Wesley and the early Methodists were particularly concerned about inviting people to experience God’s grace and to grow in their knowledge and love of God through disciplined Christian living. They placed primary emphasis on Christian living, on putting faith and love into action. This emphasis on what Wesley referred to as “practical divinity” has continued to be a hallmark of United Methodism today.
The distinctive shape of our theological heritage can be seen not only in this emphasis on Christian living, but also in Wesley's distinctive understanding of God's saving grace. Although Wesley shared with many other Christians a belief in salvation by grace, he combined them in a powerful way to create distinctive emphases for living the full Christian life.
Faith is the basic orientation and commitment of our whole being—a matter of heart and soul. Christian faith is grounding our lives in the living God as revealed especially in Jesus Christ. It’s both a gift we receive within the Christian community and a choice we make. It’s trusting in God and relying on God as the source and destiny of our lives. Faith is believing in God, giving God our devoted loyalty and allegiance. Faith is following Jesus, answering the call to be his disciples in the world. Faith is hoping for God’s future, leaning into the coming kingdom that God has promised. Faith-as-belief is active; it involves trusting, believing, following, hoping.
Because of what God has done for us, we offer our lives back to God through a life of service. As disciples, we become active participants in God’s activity in the world through mission and service. Love of God is always linked to love of neighbor and to a passionate commitment to seeking justice and renewal in the world.
For Wesley, there was no religion but social religion, no holiness but social holiness. In other words, faith always includes a social dimension. One cannot be a solitary Christian. As we grow in faith through our participation in the church community, we are also nourished and equipped for mission and service to the world.
“From Wesley's time to the present, Methodism has sought to be both a nurturing community and a servant community. Members of Methodist Societies and class meetings met for personal nurture through giving to the poor, visiting the imprisoned, and working for justice and peace in the community. They sought not only to receive the fullness of God's grace for themselves; but…they saw themselves as existing 'to reform the nation…and to spread scriptural holiness over the land'”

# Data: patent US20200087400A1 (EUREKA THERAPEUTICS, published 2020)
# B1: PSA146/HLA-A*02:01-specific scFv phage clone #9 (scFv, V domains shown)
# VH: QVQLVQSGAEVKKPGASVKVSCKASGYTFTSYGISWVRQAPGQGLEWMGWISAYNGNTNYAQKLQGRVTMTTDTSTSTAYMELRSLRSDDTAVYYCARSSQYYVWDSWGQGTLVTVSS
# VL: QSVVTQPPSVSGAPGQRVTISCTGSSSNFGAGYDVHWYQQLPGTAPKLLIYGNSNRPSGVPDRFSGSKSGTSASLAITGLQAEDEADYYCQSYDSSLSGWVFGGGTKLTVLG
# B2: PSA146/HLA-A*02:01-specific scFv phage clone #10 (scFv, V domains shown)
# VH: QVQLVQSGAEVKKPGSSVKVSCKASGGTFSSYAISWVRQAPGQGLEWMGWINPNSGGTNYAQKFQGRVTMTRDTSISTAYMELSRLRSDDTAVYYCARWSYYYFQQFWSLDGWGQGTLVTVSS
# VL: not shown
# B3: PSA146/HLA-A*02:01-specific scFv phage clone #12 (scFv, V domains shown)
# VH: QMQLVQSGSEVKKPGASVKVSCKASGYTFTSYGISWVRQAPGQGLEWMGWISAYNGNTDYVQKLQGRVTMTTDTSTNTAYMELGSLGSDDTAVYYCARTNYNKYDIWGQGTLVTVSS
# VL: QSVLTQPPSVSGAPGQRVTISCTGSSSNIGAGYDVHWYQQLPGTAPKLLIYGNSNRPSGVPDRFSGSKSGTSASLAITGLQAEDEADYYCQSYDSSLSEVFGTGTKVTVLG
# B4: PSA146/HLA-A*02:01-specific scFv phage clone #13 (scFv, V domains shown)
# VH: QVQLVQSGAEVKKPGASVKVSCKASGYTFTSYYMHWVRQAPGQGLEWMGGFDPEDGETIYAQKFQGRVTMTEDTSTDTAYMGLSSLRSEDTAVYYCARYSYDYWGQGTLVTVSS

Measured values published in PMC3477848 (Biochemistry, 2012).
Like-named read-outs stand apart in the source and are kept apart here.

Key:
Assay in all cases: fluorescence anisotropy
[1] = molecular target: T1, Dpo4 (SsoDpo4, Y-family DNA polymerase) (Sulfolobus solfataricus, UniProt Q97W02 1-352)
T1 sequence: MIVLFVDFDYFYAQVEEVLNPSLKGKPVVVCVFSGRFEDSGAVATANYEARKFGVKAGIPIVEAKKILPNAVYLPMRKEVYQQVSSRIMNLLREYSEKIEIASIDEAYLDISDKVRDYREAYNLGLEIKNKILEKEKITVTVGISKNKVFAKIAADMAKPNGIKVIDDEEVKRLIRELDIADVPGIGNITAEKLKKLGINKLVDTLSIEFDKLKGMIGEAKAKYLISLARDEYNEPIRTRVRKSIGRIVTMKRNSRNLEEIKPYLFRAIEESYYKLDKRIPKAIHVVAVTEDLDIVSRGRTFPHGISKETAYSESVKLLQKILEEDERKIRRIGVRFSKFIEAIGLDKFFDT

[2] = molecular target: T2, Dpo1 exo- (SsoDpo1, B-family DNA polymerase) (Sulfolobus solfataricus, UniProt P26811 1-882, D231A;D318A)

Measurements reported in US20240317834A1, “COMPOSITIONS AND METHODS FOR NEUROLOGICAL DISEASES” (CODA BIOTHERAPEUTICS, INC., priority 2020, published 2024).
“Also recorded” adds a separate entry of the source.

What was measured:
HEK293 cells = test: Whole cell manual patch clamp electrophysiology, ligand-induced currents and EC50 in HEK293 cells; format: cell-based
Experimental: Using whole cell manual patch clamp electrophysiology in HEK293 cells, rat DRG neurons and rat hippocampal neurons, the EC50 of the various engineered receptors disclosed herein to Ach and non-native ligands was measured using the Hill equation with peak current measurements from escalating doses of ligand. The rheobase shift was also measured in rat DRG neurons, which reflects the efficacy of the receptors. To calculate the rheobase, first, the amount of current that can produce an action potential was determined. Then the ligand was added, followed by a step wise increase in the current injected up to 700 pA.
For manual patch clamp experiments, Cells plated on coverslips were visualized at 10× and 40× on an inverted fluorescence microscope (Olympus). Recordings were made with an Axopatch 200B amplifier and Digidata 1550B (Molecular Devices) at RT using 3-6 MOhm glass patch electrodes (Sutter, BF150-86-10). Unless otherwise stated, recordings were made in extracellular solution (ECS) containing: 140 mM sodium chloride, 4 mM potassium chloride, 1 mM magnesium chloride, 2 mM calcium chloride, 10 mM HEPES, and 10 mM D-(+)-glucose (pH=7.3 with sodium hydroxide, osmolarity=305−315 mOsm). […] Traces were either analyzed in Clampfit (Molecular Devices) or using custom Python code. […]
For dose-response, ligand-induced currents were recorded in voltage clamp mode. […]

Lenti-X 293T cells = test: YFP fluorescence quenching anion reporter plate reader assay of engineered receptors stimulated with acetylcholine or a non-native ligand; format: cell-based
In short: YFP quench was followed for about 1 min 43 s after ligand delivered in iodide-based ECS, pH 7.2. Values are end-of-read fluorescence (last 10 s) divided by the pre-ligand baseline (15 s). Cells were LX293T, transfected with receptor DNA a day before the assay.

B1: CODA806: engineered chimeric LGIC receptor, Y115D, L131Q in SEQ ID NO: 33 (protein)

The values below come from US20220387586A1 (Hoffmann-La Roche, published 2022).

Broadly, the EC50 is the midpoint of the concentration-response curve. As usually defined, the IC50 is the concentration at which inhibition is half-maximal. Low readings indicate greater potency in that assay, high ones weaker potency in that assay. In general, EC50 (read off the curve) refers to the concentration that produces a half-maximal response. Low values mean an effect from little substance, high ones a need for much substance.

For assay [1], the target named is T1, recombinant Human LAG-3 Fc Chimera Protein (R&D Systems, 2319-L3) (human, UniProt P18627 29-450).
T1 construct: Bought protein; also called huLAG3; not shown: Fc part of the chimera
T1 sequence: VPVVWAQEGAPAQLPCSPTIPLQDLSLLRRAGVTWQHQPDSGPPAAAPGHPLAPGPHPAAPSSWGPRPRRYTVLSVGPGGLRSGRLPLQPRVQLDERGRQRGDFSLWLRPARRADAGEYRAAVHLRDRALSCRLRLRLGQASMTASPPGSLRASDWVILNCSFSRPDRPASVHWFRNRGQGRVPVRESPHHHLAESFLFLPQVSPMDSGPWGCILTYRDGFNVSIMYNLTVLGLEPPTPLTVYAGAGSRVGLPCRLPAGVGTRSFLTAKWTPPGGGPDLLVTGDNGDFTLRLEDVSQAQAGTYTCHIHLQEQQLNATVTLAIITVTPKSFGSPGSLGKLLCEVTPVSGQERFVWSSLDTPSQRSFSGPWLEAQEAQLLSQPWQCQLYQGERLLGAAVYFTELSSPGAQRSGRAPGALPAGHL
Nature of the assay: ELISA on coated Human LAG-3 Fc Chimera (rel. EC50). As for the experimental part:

United Methodists insist that faith and good works belong together. What we believe must be confirmed by what we do. Personal salvation must be expressed in ministry and mission in the world. We believe that Christian doctrine and Christian ethics are inseparable, that faith should inspire service. The integration of personal piety and social holiness has been a hallmark of our tradition. We affirm the biblical precept that “faith by itself, if it has no works, is dead” (James 2:17).
Theology or doctrine is more a matter of the head. It’s thinking together in the community of believers about faith and discipleship. It’s reflecting on the gospel. It’s examining the various beliefs we hold as a church. Some may say that theology is only for professional theologians. This is not true. All of us, young and old, lay and clergy, need to work at this theological task so that our beliefs will actually guide our day-by-day actions and so that we can communicate our belief to an unbelieving world.
We have a direct responsibility for people of the “world” around our church, the community in which we and others study, work, shop, play, and so forth. In this world are people with many hurts, doubts, and questions. There are some who are new in the community and feel a little lost, some who are proudly self-sufficient, and others who are in desperate circumstances. Our mission is to reach out to them, listen to them, accept them, share the gospel in word and deed, invite them into the family of faith, and joyfully receive all who will respond.